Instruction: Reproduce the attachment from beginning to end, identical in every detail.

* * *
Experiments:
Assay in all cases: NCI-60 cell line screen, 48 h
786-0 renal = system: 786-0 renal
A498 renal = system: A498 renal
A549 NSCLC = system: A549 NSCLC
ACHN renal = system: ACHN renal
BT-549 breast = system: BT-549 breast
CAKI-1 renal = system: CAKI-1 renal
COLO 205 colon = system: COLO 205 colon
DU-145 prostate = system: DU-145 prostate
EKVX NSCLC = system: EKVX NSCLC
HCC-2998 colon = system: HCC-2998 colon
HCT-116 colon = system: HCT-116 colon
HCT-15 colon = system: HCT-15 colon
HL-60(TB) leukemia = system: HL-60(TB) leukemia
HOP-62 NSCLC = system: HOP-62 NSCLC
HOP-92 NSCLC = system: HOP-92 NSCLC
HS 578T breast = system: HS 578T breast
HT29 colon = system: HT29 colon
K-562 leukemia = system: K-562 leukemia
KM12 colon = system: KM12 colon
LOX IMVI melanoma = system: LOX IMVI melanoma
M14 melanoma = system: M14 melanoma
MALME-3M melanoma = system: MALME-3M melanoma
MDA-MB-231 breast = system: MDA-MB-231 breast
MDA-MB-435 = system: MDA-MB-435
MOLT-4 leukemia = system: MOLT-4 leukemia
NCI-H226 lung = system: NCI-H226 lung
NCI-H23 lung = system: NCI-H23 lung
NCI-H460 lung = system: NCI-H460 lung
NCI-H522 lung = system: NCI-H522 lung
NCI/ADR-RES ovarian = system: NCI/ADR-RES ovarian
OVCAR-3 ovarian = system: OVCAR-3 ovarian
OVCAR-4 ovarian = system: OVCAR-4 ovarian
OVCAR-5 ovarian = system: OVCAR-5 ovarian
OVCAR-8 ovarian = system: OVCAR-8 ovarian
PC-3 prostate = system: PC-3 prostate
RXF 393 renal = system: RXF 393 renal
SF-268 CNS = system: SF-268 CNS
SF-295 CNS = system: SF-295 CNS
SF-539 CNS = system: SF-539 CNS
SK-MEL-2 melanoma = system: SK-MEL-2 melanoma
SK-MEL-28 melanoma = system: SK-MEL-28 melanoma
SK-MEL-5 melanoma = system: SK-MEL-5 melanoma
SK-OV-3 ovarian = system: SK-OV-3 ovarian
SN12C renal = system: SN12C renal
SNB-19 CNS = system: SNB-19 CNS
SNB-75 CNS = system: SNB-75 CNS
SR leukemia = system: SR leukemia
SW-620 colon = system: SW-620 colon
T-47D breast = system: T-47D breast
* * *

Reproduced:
Experiments:
Assay in all cases: NCI-60 cell line screen, 48 h
786-0 renal = system: 786-0 renal
A498 renal = system: A498 renal
A549 NSCLC = system: A549 NSCLC
ACHN renal = system: ACHN renal
BT-549 breast = system: BT-549 breast
CAKI-1 renal = system: CAKI-1 renal
COLO 205 colon = system: COLO 205 colon
DU-145 prostate = system: DU-145 prostate
EKVX NSCLC = system: EKVX NSCLC
HCC-2998 colon = system: HCC-2998 colon
HCT-116 colon = system: HCT-116 colon
HCT-15 colon = system: HCT-15 colon
HL-60(TB) leukemia = system: HL-60(TB) leukemia
HOP-62 NSCLC = system: HOP-62 NSCLC
HOP-92 NSCLC = system: HOP-92 NSCLC
HS 578T breast = system: HS 578T breast
HT29 colon = system: HT29 colon
K-562 leukemia = system: K-562 leukemia
KM12 colon = system: KM12 colon
LOX IMVI melanoma = system: LOX IMVI melanoma
M14 melanoma = system: M14 melanoma
MALME-3M melanoma = system: MALME-3M melanoma
MDA-MB-231 breast = system: MDA-MB-231 breast
MDA-MB-435 = system: MDA-MB-435
MOLT-4 leukemia = system: MOLT-4 leukemia
NCI-H226 lung = system: NCI-H226 lung
NCI-H23 lung = system: NCI-H23 lung
NCI-H460 lung = system: NCI-H460 lung
NCI-H522 lung = system: NCI-H522 lung
NCI/ADR-RES ovarian = system: NCI/ADR-RES ovarian
OVCAR-3 ovarian = system: OVCAR-3 ovarian
OVCAR-4 ovarian = system: OVCAR-4 ovarian
OVCAR-5 ovarian = system: OVCAR-5 ovarian
OVCAR-8 ovarian = system: OVCAR-8 ovarian
PC-3 prostate = system: PC-3 prostate
RXF 393 renal = system: RXF 393 renal
SF-268 CNS = system: SF-268 CNS
SF-295 CNS = system: SF-295 CNS
SF-539 CNS = system: SF-539 CNS
SK-MEL-2 melanoma = system: SK-MEL-2 melanoma
SK-MEL-28 melanoma = system: SK-MEL-28 melanoma
SK-MEL-5 melanoma = system: SK-MEL-5 melanoma
SK-OV-3 ovarian = system: SK-OV-3 ovarian
SN12C renal = system: SN12C renal
SNB-19 CNS = system: SNB-19 CNS
SNB-75 CNS = system: SNB-75 CNS
SR leukemia = system: SR leukemia
SW-620 colon = system: SW-620 colon
T-47D breast = system: T-47D breast